Our world needs to change. In the stories of badass women we celebrate during Women’s History Month, I uncovered a key that you and I need to know if we want to make our own lasting impact. Powerful women who left a mark don’t have a superpower that you lack, and they’re not all the same kind of woman. It doesn’t come down to a specific set of traits or having “high accomplishments.”
Rather the commonality in countless stories of history-making women was the willingness to keep going during the mile when no one else is running beside you. Women who change the world all have to risk being the ‘only’ or the ‘first.’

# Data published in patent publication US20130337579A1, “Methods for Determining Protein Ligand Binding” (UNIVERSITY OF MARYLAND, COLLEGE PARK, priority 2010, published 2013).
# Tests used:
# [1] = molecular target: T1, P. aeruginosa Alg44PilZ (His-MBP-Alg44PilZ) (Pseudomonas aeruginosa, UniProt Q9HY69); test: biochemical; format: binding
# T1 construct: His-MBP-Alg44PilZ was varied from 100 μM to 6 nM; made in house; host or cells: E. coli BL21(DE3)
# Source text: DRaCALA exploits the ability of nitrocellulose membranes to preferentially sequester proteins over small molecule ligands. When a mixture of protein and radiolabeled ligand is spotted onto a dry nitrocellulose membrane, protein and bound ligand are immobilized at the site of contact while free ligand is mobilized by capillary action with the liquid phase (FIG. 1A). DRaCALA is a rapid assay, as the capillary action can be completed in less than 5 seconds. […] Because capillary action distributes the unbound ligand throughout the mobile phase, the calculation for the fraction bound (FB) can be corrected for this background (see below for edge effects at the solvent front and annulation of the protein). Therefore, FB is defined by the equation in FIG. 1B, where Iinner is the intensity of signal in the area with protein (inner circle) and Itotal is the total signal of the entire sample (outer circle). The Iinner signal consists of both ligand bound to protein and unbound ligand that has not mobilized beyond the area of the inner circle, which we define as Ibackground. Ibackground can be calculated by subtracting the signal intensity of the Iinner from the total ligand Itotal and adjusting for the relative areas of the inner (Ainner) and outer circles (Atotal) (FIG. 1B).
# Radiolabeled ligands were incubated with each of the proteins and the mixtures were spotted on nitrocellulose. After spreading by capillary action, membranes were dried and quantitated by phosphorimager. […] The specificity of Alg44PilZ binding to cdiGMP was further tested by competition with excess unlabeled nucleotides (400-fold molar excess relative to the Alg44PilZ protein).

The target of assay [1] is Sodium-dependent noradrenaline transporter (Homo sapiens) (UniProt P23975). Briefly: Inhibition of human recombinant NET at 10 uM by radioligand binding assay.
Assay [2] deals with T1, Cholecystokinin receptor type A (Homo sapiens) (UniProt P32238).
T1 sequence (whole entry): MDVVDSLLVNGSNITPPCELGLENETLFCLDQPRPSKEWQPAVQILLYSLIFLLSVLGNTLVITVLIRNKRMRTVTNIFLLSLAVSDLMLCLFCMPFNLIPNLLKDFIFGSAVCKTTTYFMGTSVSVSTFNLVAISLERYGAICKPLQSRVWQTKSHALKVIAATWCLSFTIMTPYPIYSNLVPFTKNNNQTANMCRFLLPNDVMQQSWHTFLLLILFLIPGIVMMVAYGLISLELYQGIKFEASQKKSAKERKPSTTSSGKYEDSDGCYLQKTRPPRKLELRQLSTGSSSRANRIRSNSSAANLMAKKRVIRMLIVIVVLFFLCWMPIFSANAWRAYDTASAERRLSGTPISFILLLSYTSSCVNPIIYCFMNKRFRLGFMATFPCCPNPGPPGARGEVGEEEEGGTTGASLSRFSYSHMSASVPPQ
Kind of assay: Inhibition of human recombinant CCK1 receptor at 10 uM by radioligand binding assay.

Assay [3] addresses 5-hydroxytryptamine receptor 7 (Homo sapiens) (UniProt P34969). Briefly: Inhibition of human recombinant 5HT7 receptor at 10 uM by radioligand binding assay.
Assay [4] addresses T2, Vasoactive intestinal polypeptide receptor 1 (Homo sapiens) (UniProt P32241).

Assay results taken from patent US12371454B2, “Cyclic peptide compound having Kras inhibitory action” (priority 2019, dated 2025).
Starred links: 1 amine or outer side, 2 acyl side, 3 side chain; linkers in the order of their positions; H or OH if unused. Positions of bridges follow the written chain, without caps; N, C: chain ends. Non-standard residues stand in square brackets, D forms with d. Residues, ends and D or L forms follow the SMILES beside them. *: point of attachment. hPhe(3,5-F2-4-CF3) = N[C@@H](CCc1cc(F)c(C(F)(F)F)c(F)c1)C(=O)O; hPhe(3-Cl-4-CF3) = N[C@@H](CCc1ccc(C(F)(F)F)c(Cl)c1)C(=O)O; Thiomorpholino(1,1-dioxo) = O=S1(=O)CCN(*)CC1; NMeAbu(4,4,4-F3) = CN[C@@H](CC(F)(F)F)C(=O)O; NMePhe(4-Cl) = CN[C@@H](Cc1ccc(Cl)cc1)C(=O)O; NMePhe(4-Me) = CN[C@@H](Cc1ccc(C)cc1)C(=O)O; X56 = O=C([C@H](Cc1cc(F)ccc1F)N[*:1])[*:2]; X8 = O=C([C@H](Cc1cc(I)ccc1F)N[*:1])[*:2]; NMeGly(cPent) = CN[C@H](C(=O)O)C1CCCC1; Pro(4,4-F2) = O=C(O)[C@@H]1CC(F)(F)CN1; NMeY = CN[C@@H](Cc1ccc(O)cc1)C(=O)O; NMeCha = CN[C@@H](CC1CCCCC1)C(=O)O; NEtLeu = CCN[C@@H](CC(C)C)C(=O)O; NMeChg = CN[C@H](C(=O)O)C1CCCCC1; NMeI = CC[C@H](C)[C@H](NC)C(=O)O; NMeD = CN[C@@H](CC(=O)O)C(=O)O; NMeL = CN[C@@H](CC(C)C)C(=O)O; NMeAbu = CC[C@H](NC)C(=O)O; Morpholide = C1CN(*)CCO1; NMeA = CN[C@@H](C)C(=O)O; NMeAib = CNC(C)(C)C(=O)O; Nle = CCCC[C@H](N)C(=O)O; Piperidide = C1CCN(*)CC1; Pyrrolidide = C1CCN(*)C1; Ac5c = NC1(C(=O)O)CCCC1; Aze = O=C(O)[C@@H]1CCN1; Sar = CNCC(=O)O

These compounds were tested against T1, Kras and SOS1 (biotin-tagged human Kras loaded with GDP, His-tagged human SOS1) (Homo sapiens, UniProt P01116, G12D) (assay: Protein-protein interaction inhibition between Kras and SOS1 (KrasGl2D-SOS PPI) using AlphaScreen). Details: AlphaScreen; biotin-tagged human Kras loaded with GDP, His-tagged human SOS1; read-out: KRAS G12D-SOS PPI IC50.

Our world needs intervention at every level, from inside our homes to our most public issues. There’s plenty of history-making opportunities for all kinds of women. But none of us will just wake up one day and put “change the world” on our to-do list and strap on a cape.
Whatever woman you now celebrate and follow had a time she didn’t feel at all like a superhero. She had to press on towards something that others weren’t thinking, weren’t doing, didn’t see, or didn’t like. World-changing comes on the other side of going it alone—at least for a little while.
Last spring, my daughter wanted to play baseball. Not softball—baseball. I didn’t see why not, so I signed her up. Between innings during the third game, she came running over to me in tears. “Mom, none of the boys want me here. They won’t let me touch their bats. They say they don’t want me on the team because baseball is for boys.”